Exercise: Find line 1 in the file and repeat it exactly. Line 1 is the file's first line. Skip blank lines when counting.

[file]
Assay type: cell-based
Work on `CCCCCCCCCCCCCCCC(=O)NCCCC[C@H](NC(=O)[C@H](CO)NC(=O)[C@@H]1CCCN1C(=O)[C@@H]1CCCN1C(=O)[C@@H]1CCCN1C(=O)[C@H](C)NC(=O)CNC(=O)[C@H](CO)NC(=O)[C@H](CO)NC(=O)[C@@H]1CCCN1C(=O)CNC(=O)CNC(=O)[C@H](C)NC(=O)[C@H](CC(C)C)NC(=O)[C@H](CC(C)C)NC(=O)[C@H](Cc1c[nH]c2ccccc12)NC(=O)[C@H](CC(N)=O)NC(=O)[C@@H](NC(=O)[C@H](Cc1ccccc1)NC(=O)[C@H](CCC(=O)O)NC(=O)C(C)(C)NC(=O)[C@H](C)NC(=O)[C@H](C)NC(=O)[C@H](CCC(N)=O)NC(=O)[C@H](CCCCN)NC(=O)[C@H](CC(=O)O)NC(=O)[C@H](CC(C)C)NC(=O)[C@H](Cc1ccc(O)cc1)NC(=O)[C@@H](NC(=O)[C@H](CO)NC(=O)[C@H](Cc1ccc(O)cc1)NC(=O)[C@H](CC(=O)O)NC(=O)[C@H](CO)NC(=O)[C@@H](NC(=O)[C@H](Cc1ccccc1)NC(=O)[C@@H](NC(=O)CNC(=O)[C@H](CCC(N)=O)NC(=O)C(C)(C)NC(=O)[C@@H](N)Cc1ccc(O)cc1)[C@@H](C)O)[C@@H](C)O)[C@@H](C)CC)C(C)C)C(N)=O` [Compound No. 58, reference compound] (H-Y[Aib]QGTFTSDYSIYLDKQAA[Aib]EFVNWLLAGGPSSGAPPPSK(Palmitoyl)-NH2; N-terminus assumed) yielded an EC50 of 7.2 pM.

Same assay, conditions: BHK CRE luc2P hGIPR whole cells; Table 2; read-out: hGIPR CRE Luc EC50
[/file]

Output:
Assay type: cell-based